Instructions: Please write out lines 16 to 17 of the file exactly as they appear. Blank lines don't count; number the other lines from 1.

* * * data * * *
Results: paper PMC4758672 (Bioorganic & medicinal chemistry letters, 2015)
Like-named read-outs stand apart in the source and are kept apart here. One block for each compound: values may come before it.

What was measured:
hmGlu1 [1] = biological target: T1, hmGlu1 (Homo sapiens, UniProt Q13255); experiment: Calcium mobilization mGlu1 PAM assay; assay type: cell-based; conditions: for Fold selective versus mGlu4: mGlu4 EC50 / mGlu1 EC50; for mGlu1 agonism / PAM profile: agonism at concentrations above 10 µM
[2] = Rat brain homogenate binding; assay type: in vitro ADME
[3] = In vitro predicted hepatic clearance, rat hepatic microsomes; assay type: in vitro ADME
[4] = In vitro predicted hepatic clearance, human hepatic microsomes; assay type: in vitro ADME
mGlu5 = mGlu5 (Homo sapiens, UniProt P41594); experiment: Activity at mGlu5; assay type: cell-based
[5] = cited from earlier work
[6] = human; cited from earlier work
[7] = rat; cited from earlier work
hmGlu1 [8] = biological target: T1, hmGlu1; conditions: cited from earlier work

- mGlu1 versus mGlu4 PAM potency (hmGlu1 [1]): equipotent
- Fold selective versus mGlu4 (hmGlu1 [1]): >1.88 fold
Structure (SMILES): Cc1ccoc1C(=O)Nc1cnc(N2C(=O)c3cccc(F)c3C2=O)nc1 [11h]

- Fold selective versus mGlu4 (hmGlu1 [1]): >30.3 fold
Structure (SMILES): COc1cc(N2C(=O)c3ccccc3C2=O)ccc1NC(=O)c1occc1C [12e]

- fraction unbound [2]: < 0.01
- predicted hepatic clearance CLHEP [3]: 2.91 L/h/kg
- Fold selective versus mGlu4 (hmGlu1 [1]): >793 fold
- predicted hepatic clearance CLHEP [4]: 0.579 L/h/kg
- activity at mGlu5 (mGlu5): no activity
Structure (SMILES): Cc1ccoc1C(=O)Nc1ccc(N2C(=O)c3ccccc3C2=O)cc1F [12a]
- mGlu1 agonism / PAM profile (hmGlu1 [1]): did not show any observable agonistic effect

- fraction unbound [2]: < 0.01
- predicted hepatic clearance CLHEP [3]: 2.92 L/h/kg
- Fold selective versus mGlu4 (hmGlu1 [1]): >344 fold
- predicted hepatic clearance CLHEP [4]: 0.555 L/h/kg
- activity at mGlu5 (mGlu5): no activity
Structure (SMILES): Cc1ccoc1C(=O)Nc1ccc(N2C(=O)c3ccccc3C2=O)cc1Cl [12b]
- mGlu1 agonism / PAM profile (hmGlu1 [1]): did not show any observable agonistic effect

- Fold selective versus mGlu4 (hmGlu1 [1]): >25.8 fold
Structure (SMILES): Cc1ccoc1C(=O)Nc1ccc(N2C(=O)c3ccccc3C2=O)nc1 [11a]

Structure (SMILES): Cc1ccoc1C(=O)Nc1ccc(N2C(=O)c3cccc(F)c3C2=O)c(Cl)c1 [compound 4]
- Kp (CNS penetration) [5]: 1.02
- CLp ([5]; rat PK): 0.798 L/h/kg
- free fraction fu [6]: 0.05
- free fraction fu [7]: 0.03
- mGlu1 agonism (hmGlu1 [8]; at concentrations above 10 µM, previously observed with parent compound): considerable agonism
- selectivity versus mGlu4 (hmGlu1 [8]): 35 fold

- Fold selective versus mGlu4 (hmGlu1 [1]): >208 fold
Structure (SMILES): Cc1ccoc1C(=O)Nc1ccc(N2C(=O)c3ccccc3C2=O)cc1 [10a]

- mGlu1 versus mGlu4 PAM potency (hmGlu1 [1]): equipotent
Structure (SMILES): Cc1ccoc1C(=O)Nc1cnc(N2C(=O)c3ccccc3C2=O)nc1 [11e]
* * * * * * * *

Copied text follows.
- Fold selective versus mGlu4 (hmGlu1 [1]): >30.3 fold
Structure (SMILES): COc1cc(N2C(=O)c3ccccc3C2=O)ccc1NC(=O)c1occc1C [12e]